```
Z ::= X;;
Y ::= 1;;
WHILE ~(Z = 0) DO
Y ::= Y * Z;;
Z ::= Z - 1
END
```

A weird convention through out all IMP is:

`a-`

: arith`b-`

: bool`c-`

: command

## Arithmetic and Boolean Expression

### Abstract Syntax

```
a ::=
| nat
| a + a
| a - a
| a * a
b ::=
| true
| false
| a = a
| a ≤ a
| ¬b
| b && b
```

1
2
3
4
5
6
7
8
9
10
11
12

Inductive aexp : Type :=
| ANum (n : nat)
| APlus (a1 a2 : aexp)
| AMinus (a1 a2 : aexp)
| AMult (a1 a2 : aexp).
Inductive bexp : Type :=
| BTrue
| BFalse
| BEq (a1 a2 : aexp)
| BLe (a1 a2 : aexp)
| BNot (b : bexp)
| BAnd (b1 b2 : bexp).

### Evaluation

TODO: is this considered as “denotational semantics”?

1
2
3
4
5
6
7
8
9
10
11
12
13
14
15
16

Fixpoint aeval (a : aexp) : nat :=
match a with
| ANum n ⇒ n
| APlus a1 a2 ⇒ (aeval a1) + (aeval a2)
| AMinus a1 a2 ⇒ (aeval a1) - (aeval a2)
| AMult a1 a2 ⇒ (aeval a1) * (aeval a2)
end.
Fixpoint beval (b : bexp) : bool :=
match b with
| BTrue ⇒ true
| BFalse ⇒ false
| BEq a1 a2 ⇒ (aeval a1) =? (aeval a2)
| BLe a1 a2 ⇒ (aeval a1) <=? (aeval a2)
| BNot b1 ⇒ negb (beval b1)
| BAnd b1 b2 ⇒ andb (beval b1) (beval b2)
end.

Supposed we have a `Fixpoint optimize_0plus (a:aexp) : aexp`

1
2

Theorem optimize_0plus_sound: ∀a,
aeval (optimize_0plus a) = aeval a.

During the proof, many cases of `destruct aexp`

are similar!
Recursive cases such as `APlus, AMinus, AMult`

all require duplicated `IH`

application.

From Coq Intensive: when we

`simpl`

on`APlus`

case. it’s not “simplified” but give us a pattern matching. That’s a hint that we need to furthur case analysis by`destruct n`

as`0`

case or`_`

case.

## Coq Automation

### Tacticals

“higher-order tactics”.

`try T`

and `;`

tacticals

if

`T`

fail,`try T`

successfully does nothing at all

`T;T'`

: performs`T'`

on each subgoal generated by`T`

.

Super blindly but useful: (only leave the “interesting” one.)

1
2
3
4
5

induction a;
(* Most cases follow directly by the IH... *)
try (simpl; rewrite IHa1; rewrite IHa2; reflexivity).
(* ... or are immediate by definition *)
try reflexivity.

`.`

is the atomic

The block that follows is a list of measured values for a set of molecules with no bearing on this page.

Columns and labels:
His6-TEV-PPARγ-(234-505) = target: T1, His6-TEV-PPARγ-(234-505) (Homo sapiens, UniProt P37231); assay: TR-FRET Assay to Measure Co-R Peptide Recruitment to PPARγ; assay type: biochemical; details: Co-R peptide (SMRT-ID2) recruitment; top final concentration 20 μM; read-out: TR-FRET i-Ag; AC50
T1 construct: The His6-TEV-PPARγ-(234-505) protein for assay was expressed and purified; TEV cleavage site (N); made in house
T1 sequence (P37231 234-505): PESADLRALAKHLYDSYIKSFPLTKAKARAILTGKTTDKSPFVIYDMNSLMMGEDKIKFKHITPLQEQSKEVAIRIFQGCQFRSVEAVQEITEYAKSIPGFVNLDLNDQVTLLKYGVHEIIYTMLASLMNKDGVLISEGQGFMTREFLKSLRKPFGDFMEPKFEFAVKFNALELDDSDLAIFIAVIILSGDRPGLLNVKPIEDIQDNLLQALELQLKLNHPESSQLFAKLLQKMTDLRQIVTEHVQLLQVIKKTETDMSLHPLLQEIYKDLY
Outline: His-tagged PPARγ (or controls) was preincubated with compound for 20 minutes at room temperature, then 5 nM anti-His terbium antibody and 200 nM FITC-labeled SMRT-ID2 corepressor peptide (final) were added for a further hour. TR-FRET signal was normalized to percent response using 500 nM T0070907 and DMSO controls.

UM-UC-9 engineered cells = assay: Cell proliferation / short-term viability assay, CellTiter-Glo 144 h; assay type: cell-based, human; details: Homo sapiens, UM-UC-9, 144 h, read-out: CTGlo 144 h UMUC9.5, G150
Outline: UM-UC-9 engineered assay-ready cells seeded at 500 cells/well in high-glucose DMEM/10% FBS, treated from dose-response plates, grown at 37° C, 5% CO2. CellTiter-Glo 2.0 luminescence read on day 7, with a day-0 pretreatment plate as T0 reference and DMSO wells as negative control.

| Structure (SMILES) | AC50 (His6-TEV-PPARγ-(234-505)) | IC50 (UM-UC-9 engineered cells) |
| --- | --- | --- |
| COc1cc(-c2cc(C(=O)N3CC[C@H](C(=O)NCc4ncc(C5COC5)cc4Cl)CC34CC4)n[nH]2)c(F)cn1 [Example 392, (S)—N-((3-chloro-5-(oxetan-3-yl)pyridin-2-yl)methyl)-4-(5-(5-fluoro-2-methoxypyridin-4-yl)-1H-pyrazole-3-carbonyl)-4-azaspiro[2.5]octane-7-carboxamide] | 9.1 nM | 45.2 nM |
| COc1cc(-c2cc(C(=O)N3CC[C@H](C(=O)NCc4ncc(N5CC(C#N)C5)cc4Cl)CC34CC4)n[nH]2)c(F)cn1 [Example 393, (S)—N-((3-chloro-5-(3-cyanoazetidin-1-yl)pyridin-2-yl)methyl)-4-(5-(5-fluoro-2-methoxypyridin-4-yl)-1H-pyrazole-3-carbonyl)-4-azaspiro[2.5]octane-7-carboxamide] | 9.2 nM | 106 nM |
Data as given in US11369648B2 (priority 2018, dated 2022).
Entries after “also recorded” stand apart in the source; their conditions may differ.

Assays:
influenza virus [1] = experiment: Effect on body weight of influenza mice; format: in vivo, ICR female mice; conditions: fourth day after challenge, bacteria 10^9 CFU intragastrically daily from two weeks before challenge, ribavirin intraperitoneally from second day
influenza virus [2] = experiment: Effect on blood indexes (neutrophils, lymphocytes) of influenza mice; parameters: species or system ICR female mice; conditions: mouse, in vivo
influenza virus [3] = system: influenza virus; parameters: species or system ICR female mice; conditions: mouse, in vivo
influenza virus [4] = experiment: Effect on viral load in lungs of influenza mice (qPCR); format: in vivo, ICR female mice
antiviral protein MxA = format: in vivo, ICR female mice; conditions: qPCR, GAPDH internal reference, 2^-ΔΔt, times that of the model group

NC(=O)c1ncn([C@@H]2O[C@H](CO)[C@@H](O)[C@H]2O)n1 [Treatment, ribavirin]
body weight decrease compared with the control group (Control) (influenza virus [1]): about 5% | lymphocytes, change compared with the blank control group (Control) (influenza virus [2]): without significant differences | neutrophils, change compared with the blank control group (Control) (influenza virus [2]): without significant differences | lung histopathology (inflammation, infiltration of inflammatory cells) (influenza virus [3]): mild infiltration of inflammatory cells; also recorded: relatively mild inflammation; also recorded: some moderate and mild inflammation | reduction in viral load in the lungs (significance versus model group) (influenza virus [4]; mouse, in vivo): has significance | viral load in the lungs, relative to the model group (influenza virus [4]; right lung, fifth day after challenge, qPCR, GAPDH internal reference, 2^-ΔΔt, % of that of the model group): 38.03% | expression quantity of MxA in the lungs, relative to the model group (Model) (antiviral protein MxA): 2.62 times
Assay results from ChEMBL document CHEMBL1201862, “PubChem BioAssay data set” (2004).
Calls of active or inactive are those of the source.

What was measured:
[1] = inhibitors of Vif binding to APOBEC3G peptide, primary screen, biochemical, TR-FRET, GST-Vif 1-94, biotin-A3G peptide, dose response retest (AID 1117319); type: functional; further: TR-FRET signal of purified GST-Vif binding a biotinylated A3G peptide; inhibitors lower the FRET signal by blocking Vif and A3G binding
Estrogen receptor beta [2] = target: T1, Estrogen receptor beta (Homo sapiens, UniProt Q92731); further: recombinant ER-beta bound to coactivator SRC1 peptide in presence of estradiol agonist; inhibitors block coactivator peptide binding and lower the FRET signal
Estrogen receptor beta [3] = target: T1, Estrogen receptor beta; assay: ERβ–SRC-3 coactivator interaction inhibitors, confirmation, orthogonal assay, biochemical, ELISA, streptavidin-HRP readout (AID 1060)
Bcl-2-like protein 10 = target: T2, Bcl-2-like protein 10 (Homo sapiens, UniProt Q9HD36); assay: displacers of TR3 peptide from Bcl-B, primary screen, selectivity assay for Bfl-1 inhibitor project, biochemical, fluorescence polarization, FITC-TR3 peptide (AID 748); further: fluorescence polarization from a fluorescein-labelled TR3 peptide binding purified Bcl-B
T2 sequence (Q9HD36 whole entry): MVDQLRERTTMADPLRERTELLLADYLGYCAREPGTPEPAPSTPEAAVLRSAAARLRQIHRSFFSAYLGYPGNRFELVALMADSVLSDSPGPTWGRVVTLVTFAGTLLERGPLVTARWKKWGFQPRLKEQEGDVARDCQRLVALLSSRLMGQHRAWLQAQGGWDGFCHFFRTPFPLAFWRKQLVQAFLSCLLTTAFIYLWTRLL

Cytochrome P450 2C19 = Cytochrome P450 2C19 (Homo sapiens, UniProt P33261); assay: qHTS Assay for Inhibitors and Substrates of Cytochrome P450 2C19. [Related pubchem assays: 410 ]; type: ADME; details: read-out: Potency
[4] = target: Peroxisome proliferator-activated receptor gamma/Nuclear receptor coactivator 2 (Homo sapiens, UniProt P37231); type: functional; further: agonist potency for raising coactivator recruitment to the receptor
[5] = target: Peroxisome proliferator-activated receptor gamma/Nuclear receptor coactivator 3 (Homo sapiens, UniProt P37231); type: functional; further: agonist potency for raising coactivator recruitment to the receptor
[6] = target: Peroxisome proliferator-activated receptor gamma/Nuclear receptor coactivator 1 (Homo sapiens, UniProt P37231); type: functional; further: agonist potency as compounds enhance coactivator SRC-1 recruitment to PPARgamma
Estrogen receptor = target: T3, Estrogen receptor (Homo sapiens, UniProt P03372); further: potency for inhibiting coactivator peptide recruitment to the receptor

`;`

cannot be stepped into…

`T; [T1 | T2 | ... | Tn]`

tacticals

general form or

`;`

`T;T'`

is shorthand for:`T; [T' | T' | ... | T']`

.

`repeat`

tacticals

1
2
3

Theorem In10 : In 10 [1;2;3;4;5;6;7;8;9;10].
Proof.
repeat (try (left; reflexivity); right). Qed.

- stop when it fails
- always succeeds, then loop forever! e.g.
`repeat simpl`

This does not affect Coq’s logical consistency, construction process diverges means we have failed to construct a proof, not that we have constructed a wrong one.

### Defining New Tactic Notations

`Tactic Notation`

: syntax extension for tactics (good for simple*macros*)

1
2

Tactic Notation "simpl_and_try" tactic(c) :=
simpl; try c.

`Ltac`

: scripting language for tactics (good for more sophisticated proof engineering)- OCaml tactic scripting API (for wizards)

### The `omega`

Tactic

Presburger arithmetic

- arith, equality, ordering, logic connectives
`O(doubly expontential)`

### A Few More Handy Tactics

`clear H`

`subst x`

,`subst`

`rename ... into ...`

(change auto-generated name that we don’t like…)

the below three are very useful in Coq Automation (w/ `try T; T'`

)

`assumption`

`contradiction`

`constructor`

(try to`apply`

all constructors. Problem: might have multiple constructors applicable but some fail)

## Evaluation as a Relation

Defined as Binary relation on `aexp × nat`

.
Exactly *Big Step / Structural Operational Semantics*.

More flexible than `Fixpoint`

(computation, or *Denotational*).
…Since we can operate on `Inductive`

as data I guess?
…and we can also `induction`

on the relation.
…and when things getting more and more “un-computable” *(see below)*.

译注：求值关系不满足对称性，因为它是有方向的。

1
2
3
4
5
6
7
8
9
10
11
12
13
14
15

Inductive aevalR : aexp → nat → Prop :=
| E_ANum n :
aevalR (ANum n) n
| E_APlus (e1 e2: aexp) (n1 n2: nat) :
aevalR e1 n1 →
aevalR e2 n2 →
aevalR (APlus e1 e2) (n1 + n2)
| E_AMinus (e1 e2: aexp) (n1 n2: nat) :
aevalR e1 n1 →
aevalR e2 n2 →
aevalR (AMinus e1 e2) (n1 - n2)
| E_AMult (e1 e2: aexp) (n1 n2: nat) :
aevalR e1 n1 →
aevalR e2 n2 →
aevalR (AMult e1 e2) (n1 * n2).

Noticed now we now define

`inductive`

in a mixed style: some arg is before`:`

(named), some are after`:`

(anonymous).

We could do this as well

1
2
3
4

| E_APlus (e1 e2: aexp) (n1 n2: nat)
(H1 : aevalR e1 n1)
(H2 : aevalR e2 n2) :
aevalR (APlus e1 e2) (n1 + n2)

`Reserved Notation`

allow us using the notation during the definition!

1
2
3
4
5
6
7
8
9
10
11
12
13
14
15
16
17
18
19

Reserved Notation "e '\\' n" (at level 90, left associativity).
Inductive aevalR : aexp → nat → Prop :=
| E_ANum (n : nat) :
(ANum n) \\ n
| E_APlus (e1 e2 : aexp) (n1 n2 : nat) :
(e1 \\ n1) →
(e2 \\ n2) →
(APlus e1 e2) \\ (n1 + n2)
| E_AMinus (e1 e2 : aexp) (n1 n2 : nat) :
(e1 \\ n1) →
(e2 \\ n2) →
(AMinus e1 e2) \\ (n1 - n2)
| E_AMult (e1 e2 : aexp) (n1 n2 : nat) :
(e1 \\ n1) →
(e2 \\ n2) →
(AMult e1 e2) \\ (n1 * n2)
where "e '\\' n" := (aevalR e n) : type_scope.

I hated this infix `\\`

notation…it tries to mimic `⇓`

(double down arrow).

1
2
3
4

e1 \\ n1
e2 \\ n2
-------------------- (E_APlus)
APlus e1 e2 \\ n1+n2

is actually:

1
2
3
4

e1 ⇓ n1
e2 ⇓ n2
-------------------- (E_APlus)